To help courts resolve this confusion, this Article proposes an overlooked, residual constitutional value, distinct from reliability, implicated in cases where defendants cannot confront witnesses who testify against them. Integrating historical and narrative analysis of the confrontation right’s origins in Anglo-American law with the psychological literature on guilt and deceit, it argues that a criminal defendant has a relational interest in asserting their moral presence against a potentially deceitful witness. It further argues that this interest harmonizes with the contemporary function of dignity in criminal constitutional jurisprudence. The Article concludes that criminal defendants have a distinct dignitary interest in confronting witnesses against them. It urges courts to untangle the contradictory web of Crawford and its progeny by considering the dignitary dimensions of the Confrontation Clause.

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Erin Sheley 97 Wash. L. Rev. 207

Queer and Convincing: Reviewing Freedom of Religion and LGBTQ+ Protections Post-Fulton v. City of Philadelphia

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Queer and Convincing: Reviewing Freedom of Religion and LGBTQ+ Protections Post-Fulton v. City of Philadelphia

March 01, 2022 | 97 Wash. L. Rev. 265

Abstract: Recent increases in LGBTQ+ anti-discrimination laws have generated new conversations in the free exercise of religion debate. While federal courts have been wrestling with claims brought under the Free Exercise Clause of the First Amendment since the nineteenth century, city and state efforts to codify legal protections for LGBTQ+ individuals in the mid-twentieth century birthed novel challenges. Private individuals who do not condone intimate same-sex relationships and/or gender non-conforming behavior, on religious grounds seek greater legal protection for the ability to refuse to offer goods and services to LGBTQ+ persons. Federal and state courts must determine how to resolve these competing discriminations. This Comment addresses which standard of review federal courts ought to apply when considering whether LGBTQ+-protective laws violate the Free Exercise Clause of the First Amendment.

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Arianna Nord 97 Wash. L. Rev. 265

Let Us Not Be Intimidated: Past and Present Applications of Section 11(b) of The Voting Rights Act


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Let Us Not Be Intimidated: Past and Present Applications of Section 11(b) of The Voting Rights Act

March 01, 2022 | 97 Wash. L. Rev. 301

Abstract: As John Lewis said, “[the] vote is precious. Almost sacred. It is the most powerful non-violent tool we have to create a more perfect union.” The Voting Rights Act (VRA), likewise, is a powerful tool. This Comment seeks to empower voters and embolden their advocates to better use that tool with an improved understanding of its little-known protection against voter intimidation, section 11(b).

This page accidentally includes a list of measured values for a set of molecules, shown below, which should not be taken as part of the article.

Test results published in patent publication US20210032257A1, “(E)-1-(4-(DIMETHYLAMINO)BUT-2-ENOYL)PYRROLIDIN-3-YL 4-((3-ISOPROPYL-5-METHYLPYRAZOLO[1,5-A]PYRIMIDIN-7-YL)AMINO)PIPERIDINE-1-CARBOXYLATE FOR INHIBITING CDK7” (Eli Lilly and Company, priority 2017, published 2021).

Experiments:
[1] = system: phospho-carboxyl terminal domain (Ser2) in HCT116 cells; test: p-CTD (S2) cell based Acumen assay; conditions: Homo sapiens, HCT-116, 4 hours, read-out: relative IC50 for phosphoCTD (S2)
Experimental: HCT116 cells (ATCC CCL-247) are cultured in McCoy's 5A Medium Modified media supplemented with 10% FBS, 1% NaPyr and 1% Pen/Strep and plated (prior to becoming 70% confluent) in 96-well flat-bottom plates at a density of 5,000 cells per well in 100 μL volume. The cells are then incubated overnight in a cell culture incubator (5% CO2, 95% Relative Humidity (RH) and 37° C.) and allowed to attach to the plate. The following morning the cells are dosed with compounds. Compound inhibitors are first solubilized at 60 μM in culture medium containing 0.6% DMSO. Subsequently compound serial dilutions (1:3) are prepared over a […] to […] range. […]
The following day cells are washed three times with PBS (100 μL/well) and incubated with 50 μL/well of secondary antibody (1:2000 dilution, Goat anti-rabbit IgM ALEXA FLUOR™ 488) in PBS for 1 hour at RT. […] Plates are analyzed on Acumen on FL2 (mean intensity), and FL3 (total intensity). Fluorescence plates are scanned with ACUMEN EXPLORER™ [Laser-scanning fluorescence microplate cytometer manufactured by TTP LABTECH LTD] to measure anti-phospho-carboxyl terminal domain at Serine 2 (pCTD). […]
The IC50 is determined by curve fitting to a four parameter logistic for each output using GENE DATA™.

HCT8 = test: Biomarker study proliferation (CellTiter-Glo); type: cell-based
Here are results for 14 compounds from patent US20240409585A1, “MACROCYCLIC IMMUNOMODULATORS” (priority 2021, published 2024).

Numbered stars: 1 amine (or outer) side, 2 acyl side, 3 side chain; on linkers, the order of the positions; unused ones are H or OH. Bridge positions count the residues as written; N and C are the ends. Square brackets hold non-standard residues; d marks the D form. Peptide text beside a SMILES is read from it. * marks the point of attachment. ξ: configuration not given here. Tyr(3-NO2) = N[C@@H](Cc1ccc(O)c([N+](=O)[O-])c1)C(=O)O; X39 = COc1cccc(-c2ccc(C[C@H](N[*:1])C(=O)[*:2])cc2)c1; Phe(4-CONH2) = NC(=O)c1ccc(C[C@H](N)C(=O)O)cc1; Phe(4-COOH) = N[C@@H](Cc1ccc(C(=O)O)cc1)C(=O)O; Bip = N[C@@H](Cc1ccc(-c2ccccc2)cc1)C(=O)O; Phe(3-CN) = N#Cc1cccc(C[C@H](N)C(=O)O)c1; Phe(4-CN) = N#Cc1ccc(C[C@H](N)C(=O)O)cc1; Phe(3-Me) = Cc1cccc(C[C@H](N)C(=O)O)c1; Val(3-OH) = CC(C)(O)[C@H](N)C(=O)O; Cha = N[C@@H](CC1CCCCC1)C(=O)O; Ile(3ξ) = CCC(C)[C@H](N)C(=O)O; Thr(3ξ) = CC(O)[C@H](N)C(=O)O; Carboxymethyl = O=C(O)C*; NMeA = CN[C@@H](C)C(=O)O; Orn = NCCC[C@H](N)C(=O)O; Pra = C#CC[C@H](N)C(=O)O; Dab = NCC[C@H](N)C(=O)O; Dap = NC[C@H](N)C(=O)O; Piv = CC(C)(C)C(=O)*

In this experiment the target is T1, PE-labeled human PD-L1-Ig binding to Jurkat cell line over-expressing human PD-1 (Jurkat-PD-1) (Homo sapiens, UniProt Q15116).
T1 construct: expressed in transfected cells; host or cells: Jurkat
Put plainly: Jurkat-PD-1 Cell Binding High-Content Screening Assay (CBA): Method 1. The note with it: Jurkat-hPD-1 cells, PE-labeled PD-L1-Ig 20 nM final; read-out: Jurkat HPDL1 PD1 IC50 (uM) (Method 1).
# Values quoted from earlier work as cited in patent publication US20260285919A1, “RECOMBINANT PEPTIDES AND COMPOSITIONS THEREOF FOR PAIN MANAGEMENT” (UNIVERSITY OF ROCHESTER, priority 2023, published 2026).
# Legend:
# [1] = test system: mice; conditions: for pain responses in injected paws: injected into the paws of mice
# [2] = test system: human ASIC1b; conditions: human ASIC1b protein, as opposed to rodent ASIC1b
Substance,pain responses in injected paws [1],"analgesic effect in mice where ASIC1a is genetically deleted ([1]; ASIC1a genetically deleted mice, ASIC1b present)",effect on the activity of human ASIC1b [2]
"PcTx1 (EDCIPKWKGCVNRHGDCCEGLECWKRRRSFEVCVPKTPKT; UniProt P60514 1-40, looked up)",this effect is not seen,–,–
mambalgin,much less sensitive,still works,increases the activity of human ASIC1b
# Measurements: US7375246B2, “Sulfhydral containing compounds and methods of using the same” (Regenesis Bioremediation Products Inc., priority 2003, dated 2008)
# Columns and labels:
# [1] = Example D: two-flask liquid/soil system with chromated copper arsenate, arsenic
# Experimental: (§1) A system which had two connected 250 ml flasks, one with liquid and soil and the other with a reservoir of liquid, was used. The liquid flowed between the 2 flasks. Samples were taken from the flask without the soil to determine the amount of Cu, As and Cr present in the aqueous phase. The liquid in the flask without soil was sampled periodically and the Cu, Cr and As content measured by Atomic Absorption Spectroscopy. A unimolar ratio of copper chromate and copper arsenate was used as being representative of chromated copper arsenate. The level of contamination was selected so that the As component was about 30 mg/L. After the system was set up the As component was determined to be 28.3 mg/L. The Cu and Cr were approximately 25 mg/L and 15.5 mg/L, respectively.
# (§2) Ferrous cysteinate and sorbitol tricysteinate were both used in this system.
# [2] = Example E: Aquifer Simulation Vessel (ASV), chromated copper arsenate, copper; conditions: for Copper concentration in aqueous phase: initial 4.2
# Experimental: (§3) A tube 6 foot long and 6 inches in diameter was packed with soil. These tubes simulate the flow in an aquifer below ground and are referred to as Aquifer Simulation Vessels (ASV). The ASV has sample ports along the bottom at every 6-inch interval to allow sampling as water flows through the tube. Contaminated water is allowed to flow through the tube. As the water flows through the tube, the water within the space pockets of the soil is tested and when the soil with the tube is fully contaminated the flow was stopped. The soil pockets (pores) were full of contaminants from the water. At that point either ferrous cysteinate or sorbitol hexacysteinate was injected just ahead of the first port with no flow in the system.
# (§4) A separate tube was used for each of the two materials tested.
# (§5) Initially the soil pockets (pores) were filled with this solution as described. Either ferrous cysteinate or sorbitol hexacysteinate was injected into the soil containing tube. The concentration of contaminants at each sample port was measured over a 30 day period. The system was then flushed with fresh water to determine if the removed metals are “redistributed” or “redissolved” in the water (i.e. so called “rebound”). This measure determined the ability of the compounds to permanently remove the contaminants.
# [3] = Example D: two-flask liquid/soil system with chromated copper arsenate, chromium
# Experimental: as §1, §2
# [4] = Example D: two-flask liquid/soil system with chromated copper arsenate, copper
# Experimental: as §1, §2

Although the term “voter intimidation” may connote armed confrontations at polling places, some forms of intimidation are much more subtle and insidious—dissuading voters from heading to the polls on election day rather than confronting them outright when they arrive. For example, thousands of Black and Brown voters were targeted in 2020 with misleading robocalls stating that the government used vote-by-mail records to track down old warrants, that credit card companies used vote-by-mail records to collect outstanding debts, and that the Centers for Disease Control (CDC) used vote-by-mail records to track people for mandatory COVID-19 vaccinations.

This Comment argues that section 11(b) of the Voting Rights Act has been underutilized since it was enacted in 1965. Section 11(b), which was intended to protect Black voters from racialized intimidation, provides a civil cause of action against state or private actors who “intimidate, threaten, or coerce any person for voting or attempting to vote.” There are few published decisions interpreting section 11(b), and executive enforcement of this provision is insufficient.

Because voters of color are typical targets of intimidating conduct, a more robust enforcement of section 11(b) is essential to promoting equitable access to civic participation. This Comment therefore begins with an exploration of racialized voter intimidation in the United States. It goes on to investigate why section 11(b) is underdeveloped, and finally, it proposes that litigants should be aware of special considerations if they choose to bring section 11(b) actions.

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Carly E. Zipper 97 Wash. L. Rev. 301